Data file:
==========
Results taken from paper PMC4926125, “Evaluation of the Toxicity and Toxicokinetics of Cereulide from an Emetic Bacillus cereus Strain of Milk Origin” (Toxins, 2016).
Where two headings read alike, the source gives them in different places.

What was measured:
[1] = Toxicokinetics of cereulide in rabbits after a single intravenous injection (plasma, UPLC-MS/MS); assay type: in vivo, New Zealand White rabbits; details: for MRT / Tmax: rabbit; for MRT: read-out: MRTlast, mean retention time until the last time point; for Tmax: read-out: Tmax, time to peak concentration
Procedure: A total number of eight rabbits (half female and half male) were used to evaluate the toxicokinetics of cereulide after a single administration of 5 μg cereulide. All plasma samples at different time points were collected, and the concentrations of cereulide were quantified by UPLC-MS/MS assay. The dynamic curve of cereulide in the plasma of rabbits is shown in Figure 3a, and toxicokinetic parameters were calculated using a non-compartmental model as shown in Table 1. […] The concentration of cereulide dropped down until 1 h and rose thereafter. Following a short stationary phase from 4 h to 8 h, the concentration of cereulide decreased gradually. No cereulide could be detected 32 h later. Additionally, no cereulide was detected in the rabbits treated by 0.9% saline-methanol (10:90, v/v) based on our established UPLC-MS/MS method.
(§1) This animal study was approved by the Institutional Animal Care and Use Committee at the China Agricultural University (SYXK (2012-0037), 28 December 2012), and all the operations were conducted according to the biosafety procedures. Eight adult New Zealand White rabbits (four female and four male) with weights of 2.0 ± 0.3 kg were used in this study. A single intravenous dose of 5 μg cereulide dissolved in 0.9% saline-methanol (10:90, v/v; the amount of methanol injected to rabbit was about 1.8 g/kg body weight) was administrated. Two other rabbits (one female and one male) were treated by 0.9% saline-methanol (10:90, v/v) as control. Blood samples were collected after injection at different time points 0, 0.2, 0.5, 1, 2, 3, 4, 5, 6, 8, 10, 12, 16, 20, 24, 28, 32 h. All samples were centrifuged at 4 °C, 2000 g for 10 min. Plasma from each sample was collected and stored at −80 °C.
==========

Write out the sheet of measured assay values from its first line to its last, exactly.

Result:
Results taken from paper PMC4926125, “Evaluation of the Toxicity and Toxicokinetics of Cereulide from an Emetic Bacillus cereus Strain of Milk Origin” (Toxins, 2016).
Where two headings read alike, the source gives them in different places.

What was measured:
[1] = Toxicokinetics of cereulide in rabbits after a single intravenous injection (plasma, UPLC-MS/MS); assay type: in vivo, New Zealand White rabbits; details: for MRT / Tmax: rabbit; for MRT: read-out: MRTlast, mean retention time until the last time point; for Tmax: read-out: Tmax, time to peak concentration
Procedure: A total number of eight rabbits (half female and half male) were used to evaluate the toxicokinetics of cereulide after a single administration of 5 μg cereulide. All plasma samples at different time points were collected, and the concentrations of cereulide were quantified by UPLC-MS/MS assay. The dynamic curve of cereulide in the plasma of rabbits is shown in Figure 3a, and toxicokinetic parameters were calculated using a non-compartmental model as shown in Table 1. […] The concentration of cereulide dropped down until 1 h and rose thereafter. Following a short stationary phase from 4 h to 8 h, the concentration of cereulide decreased gradually. No cereulide could be detected 32 h later. Additionally, no cereulide was detected in the rabbits treated by 0.9% saline-methanol (10:90, v/v) based on our established UPLC-MS/MS method.
(§1) This animal study was approved by the Institutional Animal Care and Use Committee at the China Agricultural University (SYXK (2012-0037), 28 December 2012), and all the operations were conducted according to the biosafety procedures. Eight adult New Zealand White rabbits (four female and four male) with weights of 2.0 ± 0.3 kg were used in this study. A single intravenous dose of 5 μg cereulide dissolved in 0.9% saline-methanol (10:90, v/v; the amount of methanol injected to rabbit was about 1.8 g/kg body weight) was administrated. Two other rabbits (one female and one male) were treated by 0.9% saline-methanol (10:90, v/v) as control. Blood samples were collected after injection at different time points 0, 0.2, 0.5, 1, 2, 3, 4, 5, 6, 8, 10, 12, 16, 20, 24, 28, 32 h. All samples were centrifuged at 4 °C, 2000 g for 10 min. Plasma from each sample was collected and stored at −80 °C.